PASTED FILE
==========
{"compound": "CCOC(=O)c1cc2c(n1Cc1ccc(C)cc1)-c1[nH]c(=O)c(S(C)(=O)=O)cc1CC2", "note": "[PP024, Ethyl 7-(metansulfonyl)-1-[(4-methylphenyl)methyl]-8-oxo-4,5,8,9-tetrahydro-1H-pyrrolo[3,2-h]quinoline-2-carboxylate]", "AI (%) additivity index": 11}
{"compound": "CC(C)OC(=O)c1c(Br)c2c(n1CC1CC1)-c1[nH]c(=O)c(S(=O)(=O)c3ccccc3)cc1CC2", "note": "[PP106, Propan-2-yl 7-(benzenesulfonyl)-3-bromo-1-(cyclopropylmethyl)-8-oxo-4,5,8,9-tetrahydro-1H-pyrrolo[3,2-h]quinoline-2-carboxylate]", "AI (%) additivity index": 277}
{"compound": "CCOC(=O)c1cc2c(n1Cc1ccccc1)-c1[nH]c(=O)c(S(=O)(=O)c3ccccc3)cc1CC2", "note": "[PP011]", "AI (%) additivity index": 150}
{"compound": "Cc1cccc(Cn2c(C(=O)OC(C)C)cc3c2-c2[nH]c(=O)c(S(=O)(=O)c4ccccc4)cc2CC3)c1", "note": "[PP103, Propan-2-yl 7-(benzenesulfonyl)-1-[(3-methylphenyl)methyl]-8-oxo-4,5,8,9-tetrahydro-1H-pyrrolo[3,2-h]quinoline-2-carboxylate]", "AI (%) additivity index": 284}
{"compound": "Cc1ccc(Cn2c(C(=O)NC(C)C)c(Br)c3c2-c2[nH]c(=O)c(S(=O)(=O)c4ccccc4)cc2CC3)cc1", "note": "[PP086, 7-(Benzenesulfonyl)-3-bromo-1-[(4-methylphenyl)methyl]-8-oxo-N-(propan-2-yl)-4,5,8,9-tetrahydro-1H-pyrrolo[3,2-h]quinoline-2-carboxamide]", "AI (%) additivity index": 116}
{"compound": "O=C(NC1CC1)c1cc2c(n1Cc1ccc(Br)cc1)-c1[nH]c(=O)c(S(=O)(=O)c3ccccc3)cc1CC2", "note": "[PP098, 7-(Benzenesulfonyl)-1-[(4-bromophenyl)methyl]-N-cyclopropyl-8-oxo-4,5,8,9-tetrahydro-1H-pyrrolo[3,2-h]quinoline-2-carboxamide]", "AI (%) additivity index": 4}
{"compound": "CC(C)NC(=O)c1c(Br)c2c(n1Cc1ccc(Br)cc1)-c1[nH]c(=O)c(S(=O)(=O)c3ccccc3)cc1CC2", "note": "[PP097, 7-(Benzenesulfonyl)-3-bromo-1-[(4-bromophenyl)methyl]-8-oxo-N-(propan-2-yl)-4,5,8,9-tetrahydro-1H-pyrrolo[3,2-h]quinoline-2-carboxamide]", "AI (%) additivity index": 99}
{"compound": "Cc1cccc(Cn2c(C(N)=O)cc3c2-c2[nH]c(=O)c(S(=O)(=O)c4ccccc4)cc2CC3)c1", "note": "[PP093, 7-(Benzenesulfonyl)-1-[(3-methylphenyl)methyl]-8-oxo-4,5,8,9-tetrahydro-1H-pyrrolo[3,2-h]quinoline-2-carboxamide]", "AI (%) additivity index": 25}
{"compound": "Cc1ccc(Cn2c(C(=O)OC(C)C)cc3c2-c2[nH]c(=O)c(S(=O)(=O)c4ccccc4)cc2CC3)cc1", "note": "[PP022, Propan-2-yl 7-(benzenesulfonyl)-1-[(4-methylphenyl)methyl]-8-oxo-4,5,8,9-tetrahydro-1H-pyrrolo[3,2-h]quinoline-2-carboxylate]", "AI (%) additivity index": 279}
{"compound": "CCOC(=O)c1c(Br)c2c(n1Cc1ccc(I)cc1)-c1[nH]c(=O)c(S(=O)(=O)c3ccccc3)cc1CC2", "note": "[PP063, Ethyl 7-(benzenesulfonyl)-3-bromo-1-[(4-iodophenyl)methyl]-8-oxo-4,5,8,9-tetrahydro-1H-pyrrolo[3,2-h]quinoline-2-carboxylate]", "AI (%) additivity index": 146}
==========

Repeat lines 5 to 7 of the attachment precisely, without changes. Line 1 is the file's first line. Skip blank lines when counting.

{"compound": "Cc1ccc(Cn2c(C(=O)NC(C)C)c(Br)c3c2-c2[nH]c(=O)c(S(=O)(=O)c4ccccc4)cc2CC3)cc1", "note": "[PP086, 7-(Benzenesulfonyl)-3-bromo-1-[(4-methylphenyl)methyl]-8-oxo-N-(propan-2-yl)-4,5,8,9-tetrahydro-1H-pyrrolo[3,2-h]quinoline-2-carboxamide]", "AI (%) additivity index": 116}
{"compound": "O=C(NC1CC1)c1cc2c(n1Cc1ccc(Br)cc1)-c1[nH]c(=O)c(S(=O)(=O)c3ccccc3)cc1CC2", "note": "[PP098, 7-(Benzenesulfonyl)-1-[(4-bromophenyl)methyl]-N-cyclopropyl-8-oxo-4,5,8,9-tetrahydro-1H-pyrrolo[3,2-h]quinoline-2-carboxamide]", "AI (%) additivity index": 4}
{"compound": "CC(C)NC(=O)c1c(Br)c2c(n1Cc1ccc(Br)cc1)-c1[nH]c(=O)c(S(=O)(=O)c3ccccc3)cc1CC2", "note": "[PP097, 7-(Benzenesulfonyl)-3-bromo-1-[(4-bromophenyl)methyl]-8-oxo-N-(propan-2-yl)-4,5,8,9-tetrahydro-1H-pyrrolo[3,2-h]quinoline-2-carboxamide]", "AI (%) additivity index": 99}